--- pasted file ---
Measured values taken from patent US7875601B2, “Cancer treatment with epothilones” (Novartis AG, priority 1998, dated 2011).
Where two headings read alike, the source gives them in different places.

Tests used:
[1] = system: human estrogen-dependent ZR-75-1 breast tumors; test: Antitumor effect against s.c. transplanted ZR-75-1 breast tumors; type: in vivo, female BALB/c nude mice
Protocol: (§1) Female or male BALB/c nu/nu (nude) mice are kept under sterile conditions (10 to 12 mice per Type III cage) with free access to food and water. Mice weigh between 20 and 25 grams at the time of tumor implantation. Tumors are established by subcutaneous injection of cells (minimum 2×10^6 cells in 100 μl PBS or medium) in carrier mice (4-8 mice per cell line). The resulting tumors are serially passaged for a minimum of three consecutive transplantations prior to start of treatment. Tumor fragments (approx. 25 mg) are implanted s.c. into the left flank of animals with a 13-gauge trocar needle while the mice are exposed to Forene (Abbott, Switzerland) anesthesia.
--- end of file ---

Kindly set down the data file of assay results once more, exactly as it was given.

Measured values taken from patent US7875601B2, “Cancer treatment with epothilones” (Novartis AG, priority 1998, dated 2011).
Where two headings read alike, the source gives them in different places.

Tests used:
[1] = system: human estrogen-dependent ZR-75-1 breast tumors; test: Antitumor effect against s.c. transplanted ZR-75-1 breast tumors; type: in vivo, female BALB/c nude mice
Protocol: (§1) Female or male BALB/c nu/nu (nude) mice are kept under sterile conditions (10 to 12 mice per Type III cage) with free access to food and water. Mice weigh between 20 and 25 grams at the time of tumor implantation. Tumors are established by subcutaneous injection of cells (minimum 2×10^6 cells in 100 μl PBS or medium) in carrier mice (4-8 mice per cell line). The resulting tumors are serially passaged for a minimum of three consecutive transplantations prior to start of treatment. Tumor fragments (approx. 25 mg) are implanted s.c. into the left flank of animals with a 13-gauge trocar needle while the mice are exposed to Forene (Abbott, Switzerland) anesthesia.